Wednesday
Oct262011

Strauch, Biblical Eldership

Strauch-Biblical-Eldership Amazon.com

Alexander Strauch, Biblical Eldership: An Urgent Call to Restore Biblical Church Leadership, Revised and Expanded Edition. Lewis and Roth Publishers, 1995.

Referenced in: Plural-Elder Congregational Leadership

LifeandLeadership.com Summary

With sales of over 150,000, this is arguably the most widely used text on plural-elder congregational leadership. Strauch is always listed at or near the top of suggested volumes on the subject, and for good reason. It is thorough, well-researched, and well-written.

Biblical Eldership: An Urgent Call… is the long, detailed version. An abridged 48-page booklet, Biblical Eldership: Restoring the Eldership to its Rightful Place in the Church (1997), summarizes the central teachings of the larger volume, and is designed for congregational distribution. Readers may also be interested in the study guides:

Also, one of Strauch’s co-authors, Richard Swartley, has written Eldership in Action, that discusses how to activate their philosophy of eldering within the congregation.

Strauch offers a biblical defense of a plural-elder model, offering exposition on every passage of the New Testament relative to leadership. He begins with this definition of biblical eldership: “The official oversight body of the local church, which is open to all males of the congregation who meet Scripture’s qualifications and have a Spirit-imparted desire to jointly oversee the spiritual welfare of God’s household.” (p. 12, first edition, 1995) These elders are co-equal in authority, and they work alongside only one other biblical leadership office, deacons. Strauch and Swartley are especially critical of ministers who adopt the leadership models of corporate CEOs rather than taking their cues from scripture. Staff ministers must serve under the guidance of the elders, and if elders, are simply “fellow elders” (1 Peter 5:1) whose only distinction from the “tentmaking” elders is giftedness and time available for the role. A counterpoint on this issue is found in Gene Getz, Elders and Leaders, who argues that a plurality of elders should have a primary leader.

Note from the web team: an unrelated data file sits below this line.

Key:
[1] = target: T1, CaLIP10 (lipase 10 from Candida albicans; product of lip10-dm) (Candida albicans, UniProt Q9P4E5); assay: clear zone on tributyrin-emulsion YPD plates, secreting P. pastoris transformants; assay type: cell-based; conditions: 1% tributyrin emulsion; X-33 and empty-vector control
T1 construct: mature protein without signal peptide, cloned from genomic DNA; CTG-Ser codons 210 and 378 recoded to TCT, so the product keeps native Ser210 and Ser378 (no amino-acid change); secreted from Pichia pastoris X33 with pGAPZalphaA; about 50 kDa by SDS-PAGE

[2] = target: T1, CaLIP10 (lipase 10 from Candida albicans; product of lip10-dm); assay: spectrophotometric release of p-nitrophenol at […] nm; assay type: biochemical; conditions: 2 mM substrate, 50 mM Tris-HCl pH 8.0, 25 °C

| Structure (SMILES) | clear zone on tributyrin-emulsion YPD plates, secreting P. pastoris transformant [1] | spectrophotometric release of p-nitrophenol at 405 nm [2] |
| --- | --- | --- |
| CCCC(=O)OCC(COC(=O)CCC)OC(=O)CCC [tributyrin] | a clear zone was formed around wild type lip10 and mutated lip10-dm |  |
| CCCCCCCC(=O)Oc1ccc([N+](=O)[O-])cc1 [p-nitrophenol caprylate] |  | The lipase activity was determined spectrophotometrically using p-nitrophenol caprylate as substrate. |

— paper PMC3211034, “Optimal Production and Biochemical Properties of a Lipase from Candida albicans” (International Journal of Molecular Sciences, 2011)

With great respect for Strauch and Swartley, I have a few caveats. They claim to present the view most warranted by scripture. Their tone, though irenic, is somewhat exclusive. I come away wanting more interpretive modesty, and suggest balancing his claims with comparative works such as Brand and Norman’s Perspectives on Church Government. Also, while Strauch and Swartley clearly warn against domineering leaders, my experience is that elders with controlling tendencies who read chapter 13 of Strauch on “obeying your leaders” and chapter 4 of Swartley on “The Elder Council,” may not find enough of a corrective, and may actually feel emboldened in their autocratic tendencies. Surely this would not be their intention. In fact I am struck with how Strauch describes one of his first experiences with a biblically qualified leadership:

“They provided strong leadership, loving pastoral care and discipline, sound Bible teaching, and humble, sacrificial examples of Christian living. As a result, they were highly esteemed by the church. The inspiring example of these men awakened in me a positive interest in the subject of church leadership.” (9)